The question for the Board is whether crime prevention has been adequately incorporated into the project design such that the risk of an increase in crime and antisocial behaviour is avoided. It is submitted that crime profile is not expected to increase as a result of the project and may well decrease … The design has gone beyond simply neutralising potential security problems and has materially contributed to the quality of the project. Examples include the abutment treatments, openness of public space and walkways, positioning and treatment of the bridge piers and amenity planting which is designed to discourage loitering.

Daily transcripts of the hearing are available here

 

6 comments:

  1. Driver, 6. February 2014, 15:00

    If the Transport Agency can afford to pay for a cricket pavilion, will it also pay for gardeners to maintain the flower beds? And will it pay for the prompt and regular removal of the inevitable graffiti? Or will these costs be inherited by ratepayers?

     
  2. John Clarke, 6. February 2014, 18:42

    Looking at Karo Drive (previously the Inner City Bypass), Cobham Drive and the Korokoro interchange on SH2, it’s obvious that NZTA’s “artistic renderings” are nothing more than an exercise in deliberate institutional deceit. The finished result won’t look anything like the moodily-lit green-swathed expanses of fashionable lounging spots shown in the pictures – they’ll look like the pig-ugly concrete and shingle wasteland on Karo Drive between Taranaki St and Cuba St. I hope the board of inquiry conclude that NZTA’s pictures are no more than – in the memorable words of another inquiry – an “orchestrated litany of lies”.

     
  3. Elaine E, 6. February 2014, 19:24

    NZTA should be challenged to find actual pictures of any real intercity flyovers anywhere in the world that are attractive, pleasant places to walk under or “sunbathe” beside. Have you been to Hong Kong lately?

    In Shanghai when I visited in 2008, many raised motorways had plant boxes attached to the sides. Many of the plants were dead or nearly so. Would NZTA pay for the maintenance of the green wall they are proposing to shield the Grandstand Apartment? Or are they planning to use plastic plants?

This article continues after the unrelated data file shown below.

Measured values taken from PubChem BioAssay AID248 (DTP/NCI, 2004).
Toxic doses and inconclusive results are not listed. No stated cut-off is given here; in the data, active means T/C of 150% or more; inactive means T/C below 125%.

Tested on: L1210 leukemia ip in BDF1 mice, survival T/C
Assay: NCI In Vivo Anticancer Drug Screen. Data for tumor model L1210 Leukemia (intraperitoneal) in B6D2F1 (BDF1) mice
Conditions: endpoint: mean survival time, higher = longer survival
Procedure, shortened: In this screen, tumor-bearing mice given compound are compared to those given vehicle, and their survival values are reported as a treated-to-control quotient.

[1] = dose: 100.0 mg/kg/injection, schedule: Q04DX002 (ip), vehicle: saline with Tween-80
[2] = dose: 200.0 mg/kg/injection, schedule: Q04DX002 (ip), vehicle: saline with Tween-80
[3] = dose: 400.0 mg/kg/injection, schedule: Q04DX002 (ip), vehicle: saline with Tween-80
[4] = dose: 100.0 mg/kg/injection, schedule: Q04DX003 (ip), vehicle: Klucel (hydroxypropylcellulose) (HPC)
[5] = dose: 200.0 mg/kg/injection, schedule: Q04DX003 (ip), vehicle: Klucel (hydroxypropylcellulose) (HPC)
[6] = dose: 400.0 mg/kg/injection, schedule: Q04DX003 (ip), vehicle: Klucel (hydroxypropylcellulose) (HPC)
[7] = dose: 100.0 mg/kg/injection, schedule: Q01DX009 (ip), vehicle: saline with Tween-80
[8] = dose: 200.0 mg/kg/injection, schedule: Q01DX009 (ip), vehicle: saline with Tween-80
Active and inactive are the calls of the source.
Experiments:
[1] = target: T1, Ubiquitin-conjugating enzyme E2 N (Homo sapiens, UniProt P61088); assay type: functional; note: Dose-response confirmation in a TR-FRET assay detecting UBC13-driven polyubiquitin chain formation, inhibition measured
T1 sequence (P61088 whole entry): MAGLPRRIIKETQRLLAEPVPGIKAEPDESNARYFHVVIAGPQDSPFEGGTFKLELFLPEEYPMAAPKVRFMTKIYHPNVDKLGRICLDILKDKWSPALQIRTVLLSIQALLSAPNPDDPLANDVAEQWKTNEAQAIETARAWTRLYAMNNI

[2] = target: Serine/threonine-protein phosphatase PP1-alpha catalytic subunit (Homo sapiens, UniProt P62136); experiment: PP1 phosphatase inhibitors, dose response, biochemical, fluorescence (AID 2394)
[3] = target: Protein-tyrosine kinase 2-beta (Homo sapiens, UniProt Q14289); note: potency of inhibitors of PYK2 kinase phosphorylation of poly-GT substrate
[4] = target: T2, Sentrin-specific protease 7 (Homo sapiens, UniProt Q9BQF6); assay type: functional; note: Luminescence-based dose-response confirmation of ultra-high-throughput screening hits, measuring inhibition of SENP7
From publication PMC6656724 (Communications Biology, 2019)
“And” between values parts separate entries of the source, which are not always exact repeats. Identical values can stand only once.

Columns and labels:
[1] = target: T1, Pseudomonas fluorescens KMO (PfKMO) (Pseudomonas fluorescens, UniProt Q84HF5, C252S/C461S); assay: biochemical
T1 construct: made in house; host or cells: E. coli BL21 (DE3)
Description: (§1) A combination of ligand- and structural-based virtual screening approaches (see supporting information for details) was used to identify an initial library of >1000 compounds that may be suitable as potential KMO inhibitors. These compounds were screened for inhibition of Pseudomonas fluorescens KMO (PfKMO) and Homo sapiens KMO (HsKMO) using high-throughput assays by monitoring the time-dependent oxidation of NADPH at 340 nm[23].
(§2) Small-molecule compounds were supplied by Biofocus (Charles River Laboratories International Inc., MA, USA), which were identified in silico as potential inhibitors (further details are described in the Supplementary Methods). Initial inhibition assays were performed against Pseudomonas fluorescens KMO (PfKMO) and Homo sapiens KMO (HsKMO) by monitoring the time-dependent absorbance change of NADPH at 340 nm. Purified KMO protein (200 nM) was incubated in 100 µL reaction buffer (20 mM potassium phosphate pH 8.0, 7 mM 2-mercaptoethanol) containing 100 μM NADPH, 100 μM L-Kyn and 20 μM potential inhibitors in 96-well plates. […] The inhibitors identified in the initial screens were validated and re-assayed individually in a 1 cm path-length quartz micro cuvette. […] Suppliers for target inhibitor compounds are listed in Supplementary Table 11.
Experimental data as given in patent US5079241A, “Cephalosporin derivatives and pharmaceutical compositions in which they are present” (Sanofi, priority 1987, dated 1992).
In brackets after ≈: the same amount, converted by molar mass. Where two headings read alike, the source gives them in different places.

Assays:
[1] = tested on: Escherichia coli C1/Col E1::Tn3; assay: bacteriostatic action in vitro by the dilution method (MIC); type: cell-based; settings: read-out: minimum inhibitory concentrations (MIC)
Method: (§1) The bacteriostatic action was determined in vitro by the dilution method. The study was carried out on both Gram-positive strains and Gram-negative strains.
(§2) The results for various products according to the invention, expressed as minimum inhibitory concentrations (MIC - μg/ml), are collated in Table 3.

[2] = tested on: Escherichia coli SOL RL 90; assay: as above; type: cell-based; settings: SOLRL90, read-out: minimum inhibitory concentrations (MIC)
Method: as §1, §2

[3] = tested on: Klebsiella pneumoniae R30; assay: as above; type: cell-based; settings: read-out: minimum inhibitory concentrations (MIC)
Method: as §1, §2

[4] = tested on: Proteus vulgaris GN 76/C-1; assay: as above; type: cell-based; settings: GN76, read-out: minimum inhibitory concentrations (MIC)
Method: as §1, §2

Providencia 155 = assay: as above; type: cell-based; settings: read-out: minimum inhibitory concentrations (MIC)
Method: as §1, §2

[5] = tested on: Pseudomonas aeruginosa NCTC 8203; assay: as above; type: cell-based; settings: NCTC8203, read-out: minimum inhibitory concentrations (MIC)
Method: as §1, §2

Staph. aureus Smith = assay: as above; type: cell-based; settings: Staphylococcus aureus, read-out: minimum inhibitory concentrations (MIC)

4. Maximus, 6. February 2014, 21:57

    Driver, you are one of the many who think that graffiti will happen to the flyover legs where they meet the ground. This would of course be a huge PR embarrassment for NZTA, as they have said that it would not. And so, they’re one step ahead of you. Not only will the concrete supports for the flyover be finished in a particular way that doesn’t support graffiti, the actual legs will be surrounded by plants that do not encourage you to come near them. Spikey plants. Plants that grown in a bog. Quicksand. Plants that give you an electric shock if you walk past them. Stinging nettles. Cactus. Meulenbeckia. Venus fly traps, that sort of thing.

     
  5. Traveller, 6. February 2014, 22:31

    Quicksand would be a great idea, as long as the flyover didnt sink into it. They could also cultivate a colony of poisonous spiders. And if they prepared for the possibility of possums, they’d have an excuse to place cyanide among the flowers.

     
  6. Nostra Damus, 11. February 2014, 7:22

    Look you cynics, in twenty years time when the flyover is realised to have been a big mistake, it will be turned into an aerial linear park as in New York. Then we will be able ramble through the bramble and pick blackberries in summer whilst watching the son of McCullum score a triple century in 5:5 over match against Australia.